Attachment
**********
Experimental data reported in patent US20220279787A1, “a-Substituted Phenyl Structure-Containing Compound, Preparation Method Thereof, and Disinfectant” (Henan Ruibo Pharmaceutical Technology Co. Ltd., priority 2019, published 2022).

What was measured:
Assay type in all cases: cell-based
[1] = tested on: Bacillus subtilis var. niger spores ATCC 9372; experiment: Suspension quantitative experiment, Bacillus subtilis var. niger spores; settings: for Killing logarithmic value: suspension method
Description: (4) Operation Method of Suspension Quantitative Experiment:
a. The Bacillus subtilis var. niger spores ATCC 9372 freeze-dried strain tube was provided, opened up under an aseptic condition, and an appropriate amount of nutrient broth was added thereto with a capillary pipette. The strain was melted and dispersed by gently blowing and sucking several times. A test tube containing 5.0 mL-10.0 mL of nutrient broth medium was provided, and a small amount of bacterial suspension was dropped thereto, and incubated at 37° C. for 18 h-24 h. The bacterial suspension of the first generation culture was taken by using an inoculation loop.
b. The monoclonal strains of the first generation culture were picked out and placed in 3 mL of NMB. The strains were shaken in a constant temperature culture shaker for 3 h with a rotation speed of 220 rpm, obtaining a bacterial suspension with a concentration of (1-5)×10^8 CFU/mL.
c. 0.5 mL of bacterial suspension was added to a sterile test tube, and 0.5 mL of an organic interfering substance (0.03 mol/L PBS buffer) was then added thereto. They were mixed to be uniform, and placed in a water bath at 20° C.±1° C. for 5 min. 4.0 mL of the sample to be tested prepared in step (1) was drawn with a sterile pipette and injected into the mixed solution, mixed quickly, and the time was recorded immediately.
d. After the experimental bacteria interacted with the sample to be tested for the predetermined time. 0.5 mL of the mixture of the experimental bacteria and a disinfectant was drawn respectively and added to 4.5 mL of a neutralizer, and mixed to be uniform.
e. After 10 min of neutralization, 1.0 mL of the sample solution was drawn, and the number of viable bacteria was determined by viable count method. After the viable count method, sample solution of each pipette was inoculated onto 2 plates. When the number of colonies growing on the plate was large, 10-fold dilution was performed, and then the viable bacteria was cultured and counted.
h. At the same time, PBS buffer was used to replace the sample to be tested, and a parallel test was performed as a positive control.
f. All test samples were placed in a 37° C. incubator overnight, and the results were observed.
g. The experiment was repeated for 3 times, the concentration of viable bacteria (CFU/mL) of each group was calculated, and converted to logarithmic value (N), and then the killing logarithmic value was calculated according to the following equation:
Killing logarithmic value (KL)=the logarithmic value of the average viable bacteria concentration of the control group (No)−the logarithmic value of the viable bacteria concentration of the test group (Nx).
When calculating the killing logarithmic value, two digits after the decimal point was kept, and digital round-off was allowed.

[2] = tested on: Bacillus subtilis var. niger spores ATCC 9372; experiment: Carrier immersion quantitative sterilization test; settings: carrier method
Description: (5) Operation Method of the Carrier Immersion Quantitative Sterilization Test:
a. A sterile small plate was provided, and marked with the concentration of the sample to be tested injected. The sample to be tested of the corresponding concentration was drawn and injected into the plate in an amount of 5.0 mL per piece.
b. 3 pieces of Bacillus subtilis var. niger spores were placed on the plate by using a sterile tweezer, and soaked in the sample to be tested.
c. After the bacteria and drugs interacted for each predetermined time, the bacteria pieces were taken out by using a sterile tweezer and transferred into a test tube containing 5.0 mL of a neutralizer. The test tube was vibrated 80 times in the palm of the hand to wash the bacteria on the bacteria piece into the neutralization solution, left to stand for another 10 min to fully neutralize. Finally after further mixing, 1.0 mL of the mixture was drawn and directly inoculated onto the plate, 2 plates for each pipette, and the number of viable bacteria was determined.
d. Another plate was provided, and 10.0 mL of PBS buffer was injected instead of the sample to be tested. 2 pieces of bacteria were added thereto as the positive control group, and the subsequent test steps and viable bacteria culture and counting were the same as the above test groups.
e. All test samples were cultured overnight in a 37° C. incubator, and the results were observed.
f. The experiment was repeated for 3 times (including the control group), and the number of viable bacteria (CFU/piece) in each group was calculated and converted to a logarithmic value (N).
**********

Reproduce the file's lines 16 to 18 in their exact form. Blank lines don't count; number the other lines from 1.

[2] = tested on: Bacillus subtilis var. niger spores ATCC 9372; experiment: Carrier immersion quantitative sterilization test; settings: carrier method
Description: (5) Operation Method of the Carrier Immersion Quantitative Sterilization Test:
a. A sterile small plate was provided, and marked with the concentration of the sample to be tested injected. The sample to be tested of the corresponding concentration was drawn and injected into the plate in an amount of 5.0 mL per piece.